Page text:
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How Long Do I Have to File a Personal Injury Case?

Apr 1, 2024 | Personal Injury

Being hurt in an accident caused by someone else’s negligence can result in severe and debilitating injuries. You might also incur a significant amount of medical expenses, suffer lost wages, and incur out-of-pocket costs in connection with the accident. In such cases, you may be eligible to file a personal injury action to recover for your economic damages and pain and suffering. However, you only have a limited time to do so — New York State applies strict statutes of limitation to personal injury lawsuits. 

What is the Statute of Limitations for a Personal Injury Lawsuit?

In New York State, an accident victim only has a certain amount of time to commence a personal injury action. Generally, the time limit to file a lawsuit for injuries in connection with a car crash, slip or trip and fall, pedestrian knockdown, motorcycle accident, or other incident involving negligence is three years. The clock begins to run on the date of the accident. 

Cases involving the City of New York, the state, or a municipality have a much shorter statute of limitations — and different procedures must be followed. A Notice of Claim must be filed within 90 days of the accident to put the government entity on notice regarding the case. If the case is not resolved by settlement, a lawsuit must be filed within one year and 90 days from the date of the accident.     

Can the Statute of Limitations Be Extended? 

In certain situations, the statute of limitations may be extended, giving you more time to file a personal injury lawsuit. There are a number of situations that would delay the statute of limitations clock and toll the amount of time a victim has to commence a legal action. These exceptions include the following:  

  • Cases involving minors — If the accident victim was a minor, the time to file a lawsuit can be tolled until their 18th birthday, plus three years.
  • The victim had an unsound mind — The statute of limitations would begin running on the date the legal disability was lifted. After that time, they would have three years to file a lawsuit.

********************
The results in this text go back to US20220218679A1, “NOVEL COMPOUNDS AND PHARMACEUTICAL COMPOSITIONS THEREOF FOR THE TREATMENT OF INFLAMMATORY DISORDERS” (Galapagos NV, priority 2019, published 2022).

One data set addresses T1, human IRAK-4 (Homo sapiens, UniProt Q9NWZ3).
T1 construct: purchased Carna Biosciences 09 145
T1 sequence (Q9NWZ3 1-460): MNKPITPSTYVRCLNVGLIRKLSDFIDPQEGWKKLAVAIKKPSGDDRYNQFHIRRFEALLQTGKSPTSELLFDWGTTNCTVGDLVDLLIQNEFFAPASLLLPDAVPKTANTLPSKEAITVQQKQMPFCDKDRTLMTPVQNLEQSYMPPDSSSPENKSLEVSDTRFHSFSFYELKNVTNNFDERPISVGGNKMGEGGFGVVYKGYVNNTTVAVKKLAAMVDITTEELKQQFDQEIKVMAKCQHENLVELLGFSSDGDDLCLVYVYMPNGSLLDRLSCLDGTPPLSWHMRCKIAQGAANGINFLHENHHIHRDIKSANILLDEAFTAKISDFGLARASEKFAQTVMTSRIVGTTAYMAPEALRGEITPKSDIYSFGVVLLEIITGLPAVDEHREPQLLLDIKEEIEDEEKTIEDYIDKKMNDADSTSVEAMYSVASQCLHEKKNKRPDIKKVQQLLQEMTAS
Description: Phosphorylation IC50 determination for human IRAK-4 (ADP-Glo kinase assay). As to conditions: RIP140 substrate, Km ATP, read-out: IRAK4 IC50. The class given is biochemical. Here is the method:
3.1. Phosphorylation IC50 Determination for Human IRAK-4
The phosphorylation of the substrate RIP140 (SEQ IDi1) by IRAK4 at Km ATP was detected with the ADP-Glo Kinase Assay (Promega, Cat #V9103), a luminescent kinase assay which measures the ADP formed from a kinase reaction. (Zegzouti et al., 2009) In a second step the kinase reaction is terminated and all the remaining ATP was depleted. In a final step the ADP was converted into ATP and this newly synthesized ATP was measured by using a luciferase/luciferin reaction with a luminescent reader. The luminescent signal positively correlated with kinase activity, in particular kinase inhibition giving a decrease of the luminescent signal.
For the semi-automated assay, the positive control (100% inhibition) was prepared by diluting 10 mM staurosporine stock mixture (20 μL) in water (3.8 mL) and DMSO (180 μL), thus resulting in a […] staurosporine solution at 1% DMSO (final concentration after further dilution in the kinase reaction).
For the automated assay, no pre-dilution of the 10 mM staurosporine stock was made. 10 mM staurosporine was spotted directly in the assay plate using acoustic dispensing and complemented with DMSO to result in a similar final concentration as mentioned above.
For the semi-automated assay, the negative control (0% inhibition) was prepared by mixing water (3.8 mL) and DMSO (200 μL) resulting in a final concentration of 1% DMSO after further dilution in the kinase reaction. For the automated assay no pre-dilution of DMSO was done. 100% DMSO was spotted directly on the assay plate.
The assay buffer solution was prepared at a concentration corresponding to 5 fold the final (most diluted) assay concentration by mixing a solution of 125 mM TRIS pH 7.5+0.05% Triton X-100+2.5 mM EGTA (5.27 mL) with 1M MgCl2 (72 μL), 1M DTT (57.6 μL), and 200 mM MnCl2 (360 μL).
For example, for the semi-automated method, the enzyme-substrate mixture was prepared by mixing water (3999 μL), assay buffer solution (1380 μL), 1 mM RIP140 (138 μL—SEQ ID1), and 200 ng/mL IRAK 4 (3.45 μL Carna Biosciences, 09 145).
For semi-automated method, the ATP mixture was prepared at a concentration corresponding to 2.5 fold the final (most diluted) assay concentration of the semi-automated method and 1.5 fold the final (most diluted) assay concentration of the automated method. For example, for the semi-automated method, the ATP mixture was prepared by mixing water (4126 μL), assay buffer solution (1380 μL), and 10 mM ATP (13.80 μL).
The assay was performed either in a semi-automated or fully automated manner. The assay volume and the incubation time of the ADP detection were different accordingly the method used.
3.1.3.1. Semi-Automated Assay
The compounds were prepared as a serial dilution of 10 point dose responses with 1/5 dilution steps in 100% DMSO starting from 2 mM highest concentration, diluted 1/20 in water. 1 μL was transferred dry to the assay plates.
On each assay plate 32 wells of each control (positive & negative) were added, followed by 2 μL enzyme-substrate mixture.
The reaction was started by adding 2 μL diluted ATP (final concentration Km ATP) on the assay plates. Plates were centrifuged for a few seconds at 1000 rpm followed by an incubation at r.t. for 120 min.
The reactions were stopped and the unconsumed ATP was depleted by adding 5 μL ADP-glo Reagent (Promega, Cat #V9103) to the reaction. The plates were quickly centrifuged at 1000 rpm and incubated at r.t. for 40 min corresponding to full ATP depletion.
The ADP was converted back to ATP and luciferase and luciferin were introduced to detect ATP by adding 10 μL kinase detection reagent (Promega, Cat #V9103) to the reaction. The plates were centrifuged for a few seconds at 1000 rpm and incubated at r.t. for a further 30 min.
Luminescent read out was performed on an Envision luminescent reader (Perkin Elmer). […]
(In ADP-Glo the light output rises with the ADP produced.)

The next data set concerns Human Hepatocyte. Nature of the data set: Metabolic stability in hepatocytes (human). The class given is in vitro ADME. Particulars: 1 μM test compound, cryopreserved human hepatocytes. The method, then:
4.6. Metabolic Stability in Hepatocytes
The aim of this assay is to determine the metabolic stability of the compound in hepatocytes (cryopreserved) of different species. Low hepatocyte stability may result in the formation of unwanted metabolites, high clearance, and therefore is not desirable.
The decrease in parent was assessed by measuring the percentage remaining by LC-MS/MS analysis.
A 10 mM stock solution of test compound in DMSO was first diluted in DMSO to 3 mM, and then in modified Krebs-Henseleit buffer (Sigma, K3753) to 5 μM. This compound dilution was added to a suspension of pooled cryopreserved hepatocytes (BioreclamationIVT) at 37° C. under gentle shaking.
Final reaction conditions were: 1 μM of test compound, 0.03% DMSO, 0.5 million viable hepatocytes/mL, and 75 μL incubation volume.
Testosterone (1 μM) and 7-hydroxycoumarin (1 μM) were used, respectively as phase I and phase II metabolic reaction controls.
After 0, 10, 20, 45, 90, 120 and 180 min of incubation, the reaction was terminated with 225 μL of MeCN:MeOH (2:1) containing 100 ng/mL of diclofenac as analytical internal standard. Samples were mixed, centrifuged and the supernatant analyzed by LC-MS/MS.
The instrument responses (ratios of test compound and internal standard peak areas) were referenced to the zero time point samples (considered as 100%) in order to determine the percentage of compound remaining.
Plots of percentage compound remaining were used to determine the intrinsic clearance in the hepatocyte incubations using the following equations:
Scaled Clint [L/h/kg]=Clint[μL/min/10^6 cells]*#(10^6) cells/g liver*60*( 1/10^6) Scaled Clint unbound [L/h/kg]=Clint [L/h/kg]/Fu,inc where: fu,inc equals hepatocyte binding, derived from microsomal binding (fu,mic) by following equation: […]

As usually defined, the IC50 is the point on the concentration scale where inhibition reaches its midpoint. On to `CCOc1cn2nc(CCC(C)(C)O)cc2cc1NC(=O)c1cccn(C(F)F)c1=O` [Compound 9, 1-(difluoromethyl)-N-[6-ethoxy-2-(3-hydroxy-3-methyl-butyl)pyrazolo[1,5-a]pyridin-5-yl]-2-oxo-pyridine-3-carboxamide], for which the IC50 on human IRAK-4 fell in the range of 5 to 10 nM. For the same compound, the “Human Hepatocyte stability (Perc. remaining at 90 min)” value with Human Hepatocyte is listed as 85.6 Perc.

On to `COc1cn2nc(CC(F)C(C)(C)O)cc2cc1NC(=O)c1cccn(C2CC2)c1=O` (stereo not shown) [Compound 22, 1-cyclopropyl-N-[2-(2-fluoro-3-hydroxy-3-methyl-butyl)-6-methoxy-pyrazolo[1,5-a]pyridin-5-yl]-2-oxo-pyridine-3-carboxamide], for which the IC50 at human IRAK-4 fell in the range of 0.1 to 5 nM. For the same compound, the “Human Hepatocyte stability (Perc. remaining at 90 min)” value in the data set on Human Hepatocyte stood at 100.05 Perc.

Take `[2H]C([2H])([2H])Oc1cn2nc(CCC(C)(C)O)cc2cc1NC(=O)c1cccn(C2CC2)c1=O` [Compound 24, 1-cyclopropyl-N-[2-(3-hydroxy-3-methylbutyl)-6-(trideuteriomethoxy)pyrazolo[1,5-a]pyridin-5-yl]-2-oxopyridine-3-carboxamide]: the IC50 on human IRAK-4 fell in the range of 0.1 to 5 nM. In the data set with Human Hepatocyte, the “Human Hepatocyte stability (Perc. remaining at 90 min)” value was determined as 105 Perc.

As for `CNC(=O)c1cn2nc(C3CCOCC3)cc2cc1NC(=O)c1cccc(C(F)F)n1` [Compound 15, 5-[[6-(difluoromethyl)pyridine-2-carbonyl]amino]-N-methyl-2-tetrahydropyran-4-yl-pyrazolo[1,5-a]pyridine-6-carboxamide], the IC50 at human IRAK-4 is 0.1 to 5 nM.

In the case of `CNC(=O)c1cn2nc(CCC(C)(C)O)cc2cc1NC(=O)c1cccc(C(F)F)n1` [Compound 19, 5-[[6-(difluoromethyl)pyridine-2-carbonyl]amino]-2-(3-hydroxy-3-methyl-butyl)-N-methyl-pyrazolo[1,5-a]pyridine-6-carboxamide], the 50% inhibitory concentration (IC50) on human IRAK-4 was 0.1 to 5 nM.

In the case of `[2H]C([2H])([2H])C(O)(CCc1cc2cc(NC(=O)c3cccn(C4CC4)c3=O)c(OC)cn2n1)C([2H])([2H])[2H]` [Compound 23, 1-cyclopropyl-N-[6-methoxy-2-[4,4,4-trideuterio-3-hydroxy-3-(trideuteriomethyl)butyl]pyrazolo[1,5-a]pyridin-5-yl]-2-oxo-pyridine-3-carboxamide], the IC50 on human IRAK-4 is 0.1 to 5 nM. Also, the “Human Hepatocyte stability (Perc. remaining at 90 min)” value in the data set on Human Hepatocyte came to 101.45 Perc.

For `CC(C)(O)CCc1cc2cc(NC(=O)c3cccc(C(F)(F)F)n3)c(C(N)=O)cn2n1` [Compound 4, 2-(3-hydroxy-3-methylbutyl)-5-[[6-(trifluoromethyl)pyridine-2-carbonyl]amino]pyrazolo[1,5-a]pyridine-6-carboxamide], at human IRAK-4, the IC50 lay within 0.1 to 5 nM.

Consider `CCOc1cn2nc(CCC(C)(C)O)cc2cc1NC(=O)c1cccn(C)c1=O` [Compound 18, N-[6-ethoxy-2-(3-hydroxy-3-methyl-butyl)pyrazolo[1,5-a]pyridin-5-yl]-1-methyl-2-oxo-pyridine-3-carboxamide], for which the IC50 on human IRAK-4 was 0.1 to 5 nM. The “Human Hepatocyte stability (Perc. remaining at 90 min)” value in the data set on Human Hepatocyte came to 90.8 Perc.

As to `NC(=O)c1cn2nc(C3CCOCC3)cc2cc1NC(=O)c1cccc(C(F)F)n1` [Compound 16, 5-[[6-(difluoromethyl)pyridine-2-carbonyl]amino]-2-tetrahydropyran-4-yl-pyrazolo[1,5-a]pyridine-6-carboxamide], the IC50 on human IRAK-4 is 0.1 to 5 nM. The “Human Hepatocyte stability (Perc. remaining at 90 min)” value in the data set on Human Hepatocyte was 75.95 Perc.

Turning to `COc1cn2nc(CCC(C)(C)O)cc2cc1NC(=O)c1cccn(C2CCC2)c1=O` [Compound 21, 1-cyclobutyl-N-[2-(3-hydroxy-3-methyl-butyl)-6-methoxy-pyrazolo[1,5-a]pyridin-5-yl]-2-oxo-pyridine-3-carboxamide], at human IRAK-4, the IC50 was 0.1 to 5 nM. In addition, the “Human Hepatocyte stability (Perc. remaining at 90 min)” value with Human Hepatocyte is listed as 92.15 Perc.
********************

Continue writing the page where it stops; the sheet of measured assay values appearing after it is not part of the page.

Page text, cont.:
• The defendant leaves the state — If the person who caused the injury left the state of New York after the accident and is gone for four months or more, the time they were absent would likely not be counted toward the three-year statute of limitations. 
  • The defendant uses a false name — The statute of limitations may be delayed if the defendant resides in the state under a false name that is not known to the plaintiff.

The statute of limitations may also be tolled if the cause of action was initially filed on time and terminated for reasons that were not the fault of the plaintiff. For instance, if the plaintiff passed away and the cause of action survives, the case can be re-filed within six months.   

What Happens if You Miss the Statute of Limitations?

If you miss the statute of limitations in your case but still attempt to file a personal injury lawsuit, the defendant will likely file a Motion to Dismiss. Unless a specific exception applies, the court will likely grant the motion — and you would lose your right to be awarded damages for your injuries. This is why it is crucial to contact a personal injury attorney as soon as possible after the accident who can assess your claim and ensure that it is filed on time. 

Contact an Experienced New York City Personal Injury Attorney

If you were injured in an accident caused by someone else’s negligence, carelessness, or recklessness, you may be entitled to file a personal injury lawsuit. However, it’s vital to understand that you only have a limited amount of time to do so. At The Edelsteins, Faegenburg & Brown, LLP, we assist clients with a wide array of personal injury matters and regularly obtain substantial settlements and verdicts on their behalf. Located in Manhattan, our firm has been handling personal injury cases throughout New York City since 1937. Call to schedule a free consultation at (212) 425-1999 today.




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